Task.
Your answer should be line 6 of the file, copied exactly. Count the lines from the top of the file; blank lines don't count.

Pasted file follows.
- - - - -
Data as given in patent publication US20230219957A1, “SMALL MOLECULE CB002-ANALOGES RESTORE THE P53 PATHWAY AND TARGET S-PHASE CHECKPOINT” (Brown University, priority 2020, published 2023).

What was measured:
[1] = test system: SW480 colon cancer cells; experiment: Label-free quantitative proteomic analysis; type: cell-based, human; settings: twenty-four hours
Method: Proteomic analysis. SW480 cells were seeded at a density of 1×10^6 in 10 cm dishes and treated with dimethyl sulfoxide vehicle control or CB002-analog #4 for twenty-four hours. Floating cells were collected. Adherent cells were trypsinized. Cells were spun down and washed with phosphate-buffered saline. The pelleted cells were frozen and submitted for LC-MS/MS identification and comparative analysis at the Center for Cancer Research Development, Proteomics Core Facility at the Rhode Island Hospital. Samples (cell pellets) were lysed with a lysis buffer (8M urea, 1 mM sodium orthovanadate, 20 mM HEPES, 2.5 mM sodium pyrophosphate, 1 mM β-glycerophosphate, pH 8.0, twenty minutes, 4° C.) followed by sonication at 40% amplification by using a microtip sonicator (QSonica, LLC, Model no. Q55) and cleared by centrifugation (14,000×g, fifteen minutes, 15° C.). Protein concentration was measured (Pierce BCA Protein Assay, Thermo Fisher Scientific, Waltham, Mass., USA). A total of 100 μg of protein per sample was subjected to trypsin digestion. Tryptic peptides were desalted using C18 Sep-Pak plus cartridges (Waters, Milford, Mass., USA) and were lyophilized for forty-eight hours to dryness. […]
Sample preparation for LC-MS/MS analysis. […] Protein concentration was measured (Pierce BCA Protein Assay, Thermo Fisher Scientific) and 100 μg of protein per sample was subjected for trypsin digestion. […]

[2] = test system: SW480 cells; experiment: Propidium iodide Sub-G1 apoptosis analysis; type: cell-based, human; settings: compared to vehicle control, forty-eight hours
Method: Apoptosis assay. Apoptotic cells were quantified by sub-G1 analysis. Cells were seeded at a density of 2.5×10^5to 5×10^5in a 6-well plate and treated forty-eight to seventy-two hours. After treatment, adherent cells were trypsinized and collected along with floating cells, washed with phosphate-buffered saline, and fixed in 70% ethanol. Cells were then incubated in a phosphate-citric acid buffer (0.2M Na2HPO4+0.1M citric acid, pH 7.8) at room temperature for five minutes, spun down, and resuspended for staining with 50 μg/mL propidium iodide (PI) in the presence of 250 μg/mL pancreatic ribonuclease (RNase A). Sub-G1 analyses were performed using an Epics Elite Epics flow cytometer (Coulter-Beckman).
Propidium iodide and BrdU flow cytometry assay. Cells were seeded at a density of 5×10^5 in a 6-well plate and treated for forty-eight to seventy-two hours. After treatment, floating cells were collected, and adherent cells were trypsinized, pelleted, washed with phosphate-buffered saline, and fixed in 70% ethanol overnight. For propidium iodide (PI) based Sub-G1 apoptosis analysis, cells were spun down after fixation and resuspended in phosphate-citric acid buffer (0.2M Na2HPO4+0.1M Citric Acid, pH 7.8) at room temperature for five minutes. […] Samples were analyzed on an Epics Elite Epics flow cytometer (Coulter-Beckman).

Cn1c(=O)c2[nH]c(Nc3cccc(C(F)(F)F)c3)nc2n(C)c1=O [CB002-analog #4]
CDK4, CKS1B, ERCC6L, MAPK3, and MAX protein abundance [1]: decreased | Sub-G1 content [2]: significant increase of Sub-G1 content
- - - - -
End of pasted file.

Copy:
[2] = test system: SW480 cells; experiment: Propidium iodide Sub-G1 apoptosis analysis; type: cell-based, human; settings: compared to vehicle control, forty-eight hours